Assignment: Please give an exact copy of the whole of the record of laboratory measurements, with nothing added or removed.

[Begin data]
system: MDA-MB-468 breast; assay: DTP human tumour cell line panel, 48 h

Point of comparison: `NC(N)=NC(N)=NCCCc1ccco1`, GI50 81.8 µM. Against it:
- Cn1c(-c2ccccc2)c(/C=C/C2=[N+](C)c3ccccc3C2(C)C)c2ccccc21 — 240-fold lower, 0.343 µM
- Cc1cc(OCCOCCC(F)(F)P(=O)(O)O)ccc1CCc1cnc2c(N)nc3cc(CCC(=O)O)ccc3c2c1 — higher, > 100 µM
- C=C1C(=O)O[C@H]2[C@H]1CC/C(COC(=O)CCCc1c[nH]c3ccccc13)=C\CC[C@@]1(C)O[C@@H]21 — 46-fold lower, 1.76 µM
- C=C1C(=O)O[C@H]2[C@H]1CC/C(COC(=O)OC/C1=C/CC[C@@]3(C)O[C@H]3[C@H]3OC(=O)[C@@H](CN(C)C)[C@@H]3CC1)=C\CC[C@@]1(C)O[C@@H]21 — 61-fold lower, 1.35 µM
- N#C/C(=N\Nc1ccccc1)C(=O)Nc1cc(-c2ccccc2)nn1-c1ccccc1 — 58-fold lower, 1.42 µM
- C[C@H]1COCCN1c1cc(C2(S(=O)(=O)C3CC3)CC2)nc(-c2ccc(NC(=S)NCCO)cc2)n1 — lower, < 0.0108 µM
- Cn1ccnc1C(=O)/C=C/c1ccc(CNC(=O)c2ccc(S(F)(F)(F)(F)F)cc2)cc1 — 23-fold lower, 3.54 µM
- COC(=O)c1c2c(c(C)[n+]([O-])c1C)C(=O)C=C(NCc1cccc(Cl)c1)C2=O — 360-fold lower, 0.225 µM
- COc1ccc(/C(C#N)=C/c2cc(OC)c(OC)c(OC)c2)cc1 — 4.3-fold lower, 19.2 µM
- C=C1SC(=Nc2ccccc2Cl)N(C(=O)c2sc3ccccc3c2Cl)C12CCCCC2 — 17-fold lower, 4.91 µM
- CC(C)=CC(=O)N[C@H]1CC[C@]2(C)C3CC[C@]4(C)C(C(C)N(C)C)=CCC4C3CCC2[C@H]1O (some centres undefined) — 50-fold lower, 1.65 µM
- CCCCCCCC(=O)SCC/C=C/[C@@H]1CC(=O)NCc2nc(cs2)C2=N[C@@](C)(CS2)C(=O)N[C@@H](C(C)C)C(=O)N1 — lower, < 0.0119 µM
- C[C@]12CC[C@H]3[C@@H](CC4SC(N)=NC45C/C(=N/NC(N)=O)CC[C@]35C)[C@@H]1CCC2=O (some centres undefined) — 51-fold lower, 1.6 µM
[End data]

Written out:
system: MDA-MB-468 breast; assay: DTP human tumour cell line panel, 48 h

Point of comparison: `NC(N)=NC(N)=NCCCc1ccco1`, GI50 81.8 µM. Against it:
- Cn1c(-c2ccccc2)c(/C=C/C2=[N+](C)c3ccccc3C2(C)C)c2ccccc21 — 240-fold lower, 0.343 µM
- Cc1cc(OCCOCCC(F)(F)P(=O)(O)O)ccc1CCc1cnc2c(N)nc3cc(CCC(=O)O)ccc3c2c1 — higher, > 100 µM
- C=C1C(=O)O[C@H]2[C@H]1CC/C(COC(=O)CCCc1c[nH]c3ccccc13)=C\CC[C@@]1(C)O[C@@H]21 — 46-fold lower, 1.76 µM
- C=C1C(=O)O[C@H]2[C@H]1CC/C(COC(=O)OC/C1=C/CC[C@@]3(C)O[C@H]3[C@H]3OC(=O)[C@@H](CN(C)C)[C@@H]3CC1)=C\CC[C@@]1(C)O[C@@H]21 — 61-fold lower, 1.35 µM
- N#C/C(=N\Nc1ccccc1)C(=O)Nc1cc(-c2ccccc2)nn1-c1ccccc1 — 58-fold lower, 1.42 µM
- C[C@H]1COCCN1c1cc(C2(S(=O)(=O)C3CC3)CC2)nc(-c2ccc(NC(=S)NCCO)cc2)n1 — lower, < 0.0108 µM
- Cn1ccnc1C(=O)/C=C/c1ccc(CNC(=O)c2ccc(S(F)(F)(F)(F)F)cc2)cc1 — 23-fold lower, 3.54 µM
- COC(=O)c1c2c(c(C)[n+]([O-])c1C)C(=O)C=C(NCc1cccc(Cl)c1)C2=O — 360-fold lower, 0.225 µM
- COc1ccc(/C(C#N)=C/c2cc(OC)c(OC)c(OC)c2)cc1 — 4.3-fold lower, 19.2 µM
- C=C1SC(=Nc2ccccc2Cl)N(C(=O)c2sc3ccccc3c2Cl)C12CCCCC2 — 17-fold lower, 4.91 µM
- CC(C)=CC(=O)N[C@H]1CC[C@]2(C)C3CC[C@]4(C)C(C(C)N(C)C)=CCC4C3CCC2[C@H]1O (some centres undefined) — 50-fold lower, 1.65 µM
- CCCCCCCC(=O)SCC/C=C/[C@@H]1CC(=O)NCc2nc(cs2)C2=N[C@@](C)(CS2)C(=O)N[C@@H](C(C)C)C(=O)N1 — lower, < 0.0119 µM
- C[C@]12CC[C@H]3[C@@H](CC4SC(N)=NC45C/C(=N/NC(N)=O)CC[C@]35C)[C@@H]1CCC2=O (some centres undefined) — 51-fold lower, 1.6 µM